Letters

Letters

May 15 - 21, 2019
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Gulf Weekly Letters

On behalf of the Bahrain Llongsteppers, I would like to thank all British Club members and guests who supported our Birdman of Bahrain event recently held poolside.

A special thanks goes to our main sponsors, being A&E, The Domain Hotel and Hertel scaffolding, also to the Royal Hospital for first aid cover and the British Club of Bahrain for use of the facilities.

A fun day (without injuries) was enjoyed by all, the costumes and participation by budding aviators was well appreciated, and at the end of the day a total amount of BD2,500 was raised through sponsorship, raffle prizes and T-shirt sales.

Nominated charity for this year’s event was the RIA Institute and student director Christine Gordon MBE was in attendance to judge the winners of the children and adult categories for the furthest flight, best costume or machine and best entertainment value.

Every year a similar contest takes place in the South of England with attempts to fly by jumping off a pier. To date no one has succeeded, and all have been caught by the safety net of the English Channel, likewise, to date, nobody has managed to fly the length of the British Club pool!

Andrew Savage, Bahrain Llongsteppers.

 

Hurry on over to the Second floor of Harbour Gate May 14, 15 & 16 between 9.30am and 12.30pm to snap up a one-of-a-kind up-cycled T-shirt or T-shirt bag for your wardrobe. 

They have been made by volunteer artists and students at RIA Institute’s ‘Trash to Treasure’ T-shirt up-cycling event in April organised by @baloosbuddies to raise awareness about autism.

All donations will be used to sponsor a child at the centre who is in financial need says RIA Institute co-founder Christine Gordon, MBE.

We were delighted with the amazing works of art painted at the event and the incredible transformation of unwanted T-shirts. 

In fact many people wanted to buy them on the spot. In addition to more than 40 T-shirts and T-shirt bags, a small number of original artworks will also available on a donation basis.

We would also like to thank the management and staff at Harbour Gate for their ongoing support and to BMMI, Wild about Art Co and Paint and Palette for sponsoring the Trash to Treasure event. 

Please call 38338064 for further details.

Dr Sarah Clarke, event organiser.

 

Fasting is a deliberate abstinence from physical gratification, usually going without food for a period of time to achieve a greater spiritual goal.

A sound body and a sound mind are most essential in our daily life, and fasting helps to keep both mind and body in a perfect state of health.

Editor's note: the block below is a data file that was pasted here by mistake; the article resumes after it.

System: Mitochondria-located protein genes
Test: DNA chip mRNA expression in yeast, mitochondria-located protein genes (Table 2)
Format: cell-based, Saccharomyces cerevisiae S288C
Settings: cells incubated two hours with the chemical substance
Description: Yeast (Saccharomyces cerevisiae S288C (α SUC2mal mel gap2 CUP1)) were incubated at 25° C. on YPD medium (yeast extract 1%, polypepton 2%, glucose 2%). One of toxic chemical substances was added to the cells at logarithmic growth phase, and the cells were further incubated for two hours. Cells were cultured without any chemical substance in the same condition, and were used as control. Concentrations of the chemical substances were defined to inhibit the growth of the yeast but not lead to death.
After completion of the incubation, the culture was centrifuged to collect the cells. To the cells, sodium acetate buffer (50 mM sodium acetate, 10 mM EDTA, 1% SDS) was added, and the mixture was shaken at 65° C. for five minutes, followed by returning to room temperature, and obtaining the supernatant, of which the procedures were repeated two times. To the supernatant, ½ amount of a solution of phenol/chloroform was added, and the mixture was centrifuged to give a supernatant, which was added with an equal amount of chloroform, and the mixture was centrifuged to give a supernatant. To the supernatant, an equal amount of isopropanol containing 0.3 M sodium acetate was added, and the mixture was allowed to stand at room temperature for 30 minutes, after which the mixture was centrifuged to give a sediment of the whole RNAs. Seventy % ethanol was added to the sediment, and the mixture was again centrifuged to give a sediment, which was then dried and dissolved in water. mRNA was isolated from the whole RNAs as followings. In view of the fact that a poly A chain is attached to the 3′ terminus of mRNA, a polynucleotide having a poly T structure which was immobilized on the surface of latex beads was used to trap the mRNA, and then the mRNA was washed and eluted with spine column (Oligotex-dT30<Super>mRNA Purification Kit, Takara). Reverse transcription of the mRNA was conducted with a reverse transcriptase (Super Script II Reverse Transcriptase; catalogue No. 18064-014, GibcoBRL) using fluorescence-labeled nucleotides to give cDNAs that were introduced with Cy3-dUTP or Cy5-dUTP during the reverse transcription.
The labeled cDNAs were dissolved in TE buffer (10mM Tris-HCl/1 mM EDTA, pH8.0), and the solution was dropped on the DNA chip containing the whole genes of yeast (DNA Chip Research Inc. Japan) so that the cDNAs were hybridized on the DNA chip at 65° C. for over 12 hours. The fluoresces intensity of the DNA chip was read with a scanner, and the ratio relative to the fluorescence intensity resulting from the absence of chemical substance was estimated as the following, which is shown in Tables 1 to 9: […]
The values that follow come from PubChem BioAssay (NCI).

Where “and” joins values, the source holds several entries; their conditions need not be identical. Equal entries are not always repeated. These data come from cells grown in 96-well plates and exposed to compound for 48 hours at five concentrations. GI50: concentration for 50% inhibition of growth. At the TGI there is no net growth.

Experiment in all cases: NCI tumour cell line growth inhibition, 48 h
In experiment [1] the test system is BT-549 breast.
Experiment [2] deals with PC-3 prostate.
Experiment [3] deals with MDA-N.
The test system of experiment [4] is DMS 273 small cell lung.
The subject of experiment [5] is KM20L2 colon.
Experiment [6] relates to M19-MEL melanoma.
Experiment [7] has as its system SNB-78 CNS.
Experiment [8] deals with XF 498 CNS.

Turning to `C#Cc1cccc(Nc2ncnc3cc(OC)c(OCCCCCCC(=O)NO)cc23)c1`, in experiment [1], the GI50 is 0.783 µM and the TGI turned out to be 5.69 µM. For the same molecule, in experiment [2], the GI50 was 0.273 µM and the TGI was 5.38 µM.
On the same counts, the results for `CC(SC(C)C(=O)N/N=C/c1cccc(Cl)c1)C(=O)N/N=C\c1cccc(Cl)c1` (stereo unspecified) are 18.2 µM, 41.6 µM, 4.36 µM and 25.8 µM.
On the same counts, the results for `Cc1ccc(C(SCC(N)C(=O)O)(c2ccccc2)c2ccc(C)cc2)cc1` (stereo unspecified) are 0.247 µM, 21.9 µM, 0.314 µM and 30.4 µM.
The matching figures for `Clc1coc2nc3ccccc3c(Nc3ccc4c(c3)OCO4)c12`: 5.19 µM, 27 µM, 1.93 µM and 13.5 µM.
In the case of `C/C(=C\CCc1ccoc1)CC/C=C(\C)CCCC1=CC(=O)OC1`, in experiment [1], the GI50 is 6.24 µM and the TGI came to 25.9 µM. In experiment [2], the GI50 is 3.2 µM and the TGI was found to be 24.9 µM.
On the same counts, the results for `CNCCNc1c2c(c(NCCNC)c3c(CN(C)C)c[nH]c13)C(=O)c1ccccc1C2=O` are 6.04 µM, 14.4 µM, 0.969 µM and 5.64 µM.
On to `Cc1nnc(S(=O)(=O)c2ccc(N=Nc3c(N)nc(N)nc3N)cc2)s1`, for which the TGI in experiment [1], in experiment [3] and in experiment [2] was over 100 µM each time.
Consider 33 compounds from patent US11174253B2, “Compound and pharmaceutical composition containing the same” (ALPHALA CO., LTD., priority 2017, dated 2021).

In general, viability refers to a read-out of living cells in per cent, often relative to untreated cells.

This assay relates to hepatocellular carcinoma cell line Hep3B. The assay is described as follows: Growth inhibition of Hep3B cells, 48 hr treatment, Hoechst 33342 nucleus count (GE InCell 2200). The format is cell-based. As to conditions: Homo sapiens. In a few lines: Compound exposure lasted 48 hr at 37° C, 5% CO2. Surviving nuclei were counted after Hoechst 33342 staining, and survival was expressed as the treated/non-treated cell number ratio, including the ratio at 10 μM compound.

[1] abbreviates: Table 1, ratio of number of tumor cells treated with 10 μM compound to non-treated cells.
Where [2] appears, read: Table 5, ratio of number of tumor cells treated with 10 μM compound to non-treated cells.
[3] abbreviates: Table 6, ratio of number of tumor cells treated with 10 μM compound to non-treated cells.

Fasting bestows a divine happiness which can be enjoyed with such delight that once you take to it, you will be reluctant to leave the habit.

A man who spends a few hours in absolute calmness after his first meal on breaking a fast has a feeling of enjoyment which can never be expressed.

A man who genuinely practices fasting at regular intervals has clear-cut thoughts – dramatically, he can become gentle, polite and humble.

The ego stands nowhere before him. His thoughts are sublime and firm. His actions are diligent. There is a transcendental glow on his face, and he has found the kingdom of God in his own personality. He never wounds the feelings of others. Fasting teaches compassion for others.

While the goal of fasting is usually focused on faith and belief, it doesn’t mean we are not experiencing other benefits of fasting spiritually, psychologically and sociologically.

Fasting in Ramadan is truly one of the greatest social experiences. It strengthens the control of impulses and it helps to develop good behaviour. Fasting leads to a feeling of inner peace and tranquility.

Dr Meraj Ahmad Meraj, by email.

 

Ten-year-old: “What social network has caused the most harm?”

Me: “That’s a hard question.”

Eight-year-old: “No, really. Which one?”

Me: “Well, without Twitter I’m pretty sure Trump wouldn’t be president.”

Ten-year-old: “I think Instagram has caused the most harm.”

Me: “Why?”

Ten-year-old: “Because it makes so many kids sad.”

Five-year-old: “I have an idea for what I’m going to do when I grow up.”

Me: “What?”

Five-year-old: “I’m going to do two things. I’m going to be a baker and I’m going to make a machine that zaps people.”

Me: “That zaps people?”

Five-year-old: “Yes, it’s a machine that zaps adults when they are walking down the street looking at their phones. And then it makes them go and play with their friends.”

Nicholas Thompson, parent.







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